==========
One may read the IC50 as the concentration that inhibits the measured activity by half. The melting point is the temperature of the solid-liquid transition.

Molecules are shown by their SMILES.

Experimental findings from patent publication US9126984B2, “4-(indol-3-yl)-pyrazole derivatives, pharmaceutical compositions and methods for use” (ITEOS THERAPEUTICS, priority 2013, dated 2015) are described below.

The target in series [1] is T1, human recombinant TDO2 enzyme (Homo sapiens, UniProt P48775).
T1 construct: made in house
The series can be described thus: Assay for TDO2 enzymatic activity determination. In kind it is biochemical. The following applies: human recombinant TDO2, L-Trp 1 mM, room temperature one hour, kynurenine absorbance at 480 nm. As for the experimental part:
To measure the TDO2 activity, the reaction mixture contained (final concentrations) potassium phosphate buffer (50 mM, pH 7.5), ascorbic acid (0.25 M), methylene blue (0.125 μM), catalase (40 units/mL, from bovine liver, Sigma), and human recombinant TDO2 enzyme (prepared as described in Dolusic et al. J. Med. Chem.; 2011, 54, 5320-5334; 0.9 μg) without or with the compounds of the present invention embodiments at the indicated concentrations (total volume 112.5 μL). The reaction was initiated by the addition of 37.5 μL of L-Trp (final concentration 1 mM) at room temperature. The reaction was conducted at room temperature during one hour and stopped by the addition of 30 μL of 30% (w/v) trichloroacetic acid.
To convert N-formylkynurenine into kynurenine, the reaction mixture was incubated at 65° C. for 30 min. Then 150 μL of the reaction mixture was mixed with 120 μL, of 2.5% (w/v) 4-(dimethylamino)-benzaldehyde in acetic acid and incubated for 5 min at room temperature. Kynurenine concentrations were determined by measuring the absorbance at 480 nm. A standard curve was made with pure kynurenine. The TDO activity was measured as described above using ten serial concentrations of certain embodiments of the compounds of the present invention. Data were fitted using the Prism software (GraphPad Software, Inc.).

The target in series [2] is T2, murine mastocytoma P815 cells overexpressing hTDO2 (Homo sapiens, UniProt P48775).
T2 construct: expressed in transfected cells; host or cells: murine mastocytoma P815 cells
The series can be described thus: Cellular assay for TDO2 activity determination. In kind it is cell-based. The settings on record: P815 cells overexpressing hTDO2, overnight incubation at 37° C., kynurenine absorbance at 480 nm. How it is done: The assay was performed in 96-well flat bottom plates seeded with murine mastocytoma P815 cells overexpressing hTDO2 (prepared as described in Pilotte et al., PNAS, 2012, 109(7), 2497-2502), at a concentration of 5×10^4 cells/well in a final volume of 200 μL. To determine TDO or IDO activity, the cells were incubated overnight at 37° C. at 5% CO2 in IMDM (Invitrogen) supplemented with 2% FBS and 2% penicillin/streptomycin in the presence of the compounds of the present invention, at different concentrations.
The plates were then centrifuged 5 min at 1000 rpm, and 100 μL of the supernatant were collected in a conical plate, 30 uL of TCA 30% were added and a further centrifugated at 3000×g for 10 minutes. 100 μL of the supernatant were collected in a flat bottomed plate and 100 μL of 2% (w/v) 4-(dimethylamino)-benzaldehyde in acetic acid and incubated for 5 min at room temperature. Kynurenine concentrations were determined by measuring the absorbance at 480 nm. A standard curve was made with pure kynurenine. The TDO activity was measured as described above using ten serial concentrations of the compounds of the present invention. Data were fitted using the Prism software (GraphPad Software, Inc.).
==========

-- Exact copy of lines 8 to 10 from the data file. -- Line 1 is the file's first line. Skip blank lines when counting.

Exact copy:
To convert N-formylkynurenine into kynurenine, the reaction mixture was incubated at 65° C. for 30 min. Then 150 μL of the reaction mixture was mixed with 120 μL, of 2.5% (w/v) 4-(dimethylamino)-benzaldehyde in acetic acid and incubated for 5 min at room temperature. Kynurenine concentrations were determined by measuring the absorbance at 480 nm. A standard curve was made with pure kynurenine. The TDO activity was measured as described above using ten serial concentrations of certain embodiments of the compounds of the present invention. Data were fitted using the Prism software (GraphPad Software, Inc.).

The target in series [2] is T2, murine mastocytoma P815 cells overexpressing hTDO2 (Homo sapiens, UniProt P48775).
T2 construct: expressed in transfected cells; host or cells: murine mastocytoma P815 cells